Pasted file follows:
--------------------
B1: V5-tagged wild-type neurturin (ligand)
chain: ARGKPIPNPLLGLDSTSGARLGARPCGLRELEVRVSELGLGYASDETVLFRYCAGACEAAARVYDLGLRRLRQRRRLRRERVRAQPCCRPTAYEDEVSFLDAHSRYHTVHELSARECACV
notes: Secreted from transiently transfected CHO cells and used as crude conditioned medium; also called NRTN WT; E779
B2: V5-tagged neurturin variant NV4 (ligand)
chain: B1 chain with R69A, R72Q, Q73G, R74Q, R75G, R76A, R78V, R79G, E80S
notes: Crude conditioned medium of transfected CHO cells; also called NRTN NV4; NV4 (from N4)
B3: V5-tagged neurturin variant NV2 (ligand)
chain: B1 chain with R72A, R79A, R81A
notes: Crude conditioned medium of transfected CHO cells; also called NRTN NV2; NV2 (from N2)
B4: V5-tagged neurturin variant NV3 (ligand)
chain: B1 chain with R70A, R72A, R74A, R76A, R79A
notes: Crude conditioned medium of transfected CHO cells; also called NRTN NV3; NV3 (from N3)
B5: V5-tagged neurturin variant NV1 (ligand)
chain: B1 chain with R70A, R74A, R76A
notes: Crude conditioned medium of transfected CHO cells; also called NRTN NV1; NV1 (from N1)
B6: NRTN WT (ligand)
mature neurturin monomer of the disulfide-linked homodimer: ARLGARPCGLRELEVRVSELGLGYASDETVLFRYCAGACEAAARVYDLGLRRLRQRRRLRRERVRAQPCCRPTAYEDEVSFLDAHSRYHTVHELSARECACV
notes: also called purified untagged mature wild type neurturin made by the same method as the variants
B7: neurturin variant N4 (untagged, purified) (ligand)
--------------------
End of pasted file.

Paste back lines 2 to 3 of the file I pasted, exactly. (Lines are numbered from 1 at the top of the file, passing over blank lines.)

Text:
chain: ARGKPIPNPLLGLDSTSGARLGARPCGLRELEVRVSELGLGYASDETVLFRYCAGACEAAARVYDLGLRRLRQRRRLRRERVRAQPCCRPTAYEDEVSFLDAHSRYHTVHELSARECACV
notes: Secreted from transiently transfected CHO cells and used as crude conditioned medium; also called NRTN WT; E779